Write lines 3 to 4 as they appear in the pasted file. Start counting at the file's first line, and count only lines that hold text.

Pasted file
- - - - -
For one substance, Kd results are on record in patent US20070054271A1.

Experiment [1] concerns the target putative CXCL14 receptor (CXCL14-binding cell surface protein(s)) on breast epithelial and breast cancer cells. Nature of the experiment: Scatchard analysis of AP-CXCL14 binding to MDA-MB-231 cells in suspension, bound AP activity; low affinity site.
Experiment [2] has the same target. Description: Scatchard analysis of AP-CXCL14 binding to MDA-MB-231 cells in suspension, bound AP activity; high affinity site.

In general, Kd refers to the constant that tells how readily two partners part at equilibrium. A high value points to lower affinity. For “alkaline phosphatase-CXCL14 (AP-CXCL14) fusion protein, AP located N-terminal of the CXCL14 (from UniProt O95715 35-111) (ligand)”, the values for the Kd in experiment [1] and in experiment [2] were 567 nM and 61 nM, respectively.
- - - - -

Experiment [2] has the same target. Description: Scatchard analysis of AP-CXCL14 binding to MDA-MB-231 cells in suspension, bound AP activity; high affinity site.

In general, Kd refers to the constant that tells how readily two partners part at equilibrium. A high value points to lower affinity. For “alkaline phosphatase-CXCL14 (AP-CXCL14) fusion protein, AP located N-terminal of the CXCL14 (from UniProt O95715 35-111) (ligand)”, the values for the Kd in experiment [1] and in experiment [2] were 567 nM and 61 nM, respectively.